Gastrointestinal Complications in Critically Ill COVID-19 Patients

Author: Dr. Asma Burney (MBBS) | Reviewer: Muhammad Rehan Mian (MSPH) | October 5, 2020

A research letter published by JAMA draws attention to Gastro-Intestinal (GI) complications in critically ill COVID-19 patients. The researchers used propensity score analysis to compare the incidence of GI complications in critically ill patients with COVID-19–induced Acute Respiratory Distress Syndrome (ARDS) with comparably ill patients with non–COVID-19 ARDS.

Data was collected from COVID patients admitted in the Massachusetts General Hospital ICUs and compared to a cohort of ARDS patients admitted between 2018 and 2019. GI complications like transaminitis, ileus, Ogilvie syndrome, and mesenteric ischemia were examined in both groups and statistical analysis was carried out.

The results found that patients with COVID-19 were more likely to develop GI complications compared to those without COVID-19. Specifically, patients with COVID-19 developed more transaminitis, severe ileus, and bowel ischemia.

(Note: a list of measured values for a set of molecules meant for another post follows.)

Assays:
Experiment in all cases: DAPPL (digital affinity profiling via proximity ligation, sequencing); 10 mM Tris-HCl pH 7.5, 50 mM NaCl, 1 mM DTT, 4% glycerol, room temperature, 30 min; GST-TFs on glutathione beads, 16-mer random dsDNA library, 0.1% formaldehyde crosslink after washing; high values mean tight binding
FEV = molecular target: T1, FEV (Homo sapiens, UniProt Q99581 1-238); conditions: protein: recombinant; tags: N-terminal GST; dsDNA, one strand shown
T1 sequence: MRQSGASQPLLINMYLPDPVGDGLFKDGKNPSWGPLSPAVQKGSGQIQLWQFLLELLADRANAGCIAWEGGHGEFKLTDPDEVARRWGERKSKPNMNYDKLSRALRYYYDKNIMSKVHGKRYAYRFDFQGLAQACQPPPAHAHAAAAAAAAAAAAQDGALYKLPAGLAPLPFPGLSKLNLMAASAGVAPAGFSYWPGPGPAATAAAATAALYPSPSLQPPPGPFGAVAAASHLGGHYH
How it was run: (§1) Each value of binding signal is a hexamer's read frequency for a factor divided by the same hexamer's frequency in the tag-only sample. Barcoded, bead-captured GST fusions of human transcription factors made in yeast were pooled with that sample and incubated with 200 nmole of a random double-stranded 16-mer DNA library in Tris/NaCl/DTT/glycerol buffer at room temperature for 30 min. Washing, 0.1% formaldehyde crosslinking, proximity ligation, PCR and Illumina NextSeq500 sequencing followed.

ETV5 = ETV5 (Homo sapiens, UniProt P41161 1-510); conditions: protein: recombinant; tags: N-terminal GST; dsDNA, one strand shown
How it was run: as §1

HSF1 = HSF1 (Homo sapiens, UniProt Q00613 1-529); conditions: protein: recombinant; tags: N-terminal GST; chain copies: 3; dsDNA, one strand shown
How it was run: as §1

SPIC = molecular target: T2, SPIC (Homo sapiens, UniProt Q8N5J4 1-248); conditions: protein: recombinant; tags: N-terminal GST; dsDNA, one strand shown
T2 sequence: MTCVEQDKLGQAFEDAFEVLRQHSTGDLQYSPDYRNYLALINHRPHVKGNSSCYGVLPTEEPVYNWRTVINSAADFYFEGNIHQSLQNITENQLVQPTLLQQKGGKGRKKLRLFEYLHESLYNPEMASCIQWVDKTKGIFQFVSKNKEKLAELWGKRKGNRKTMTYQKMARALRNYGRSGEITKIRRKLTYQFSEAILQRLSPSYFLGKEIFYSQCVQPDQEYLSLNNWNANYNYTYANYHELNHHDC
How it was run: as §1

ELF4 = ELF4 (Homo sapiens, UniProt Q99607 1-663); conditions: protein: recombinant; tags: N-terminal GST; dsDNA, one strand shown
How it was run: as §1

The authors suggest that the high expression of Angiotensinogen Converting Enzyme ACE-2 receptors along the epithelial lining of the gut that act as host-cell receptors for SARS-CoV-2 could explain the GI involvement. Higher opioid requirements and COVID-19–induced coagulopathy may also explain the disproportionately high rate of ileus and ischemic bowel disease.

Limitations of the study include the single center and the unavailability of inflammatory markers. Further studies are needed to examine the pathophysiology of these findings.

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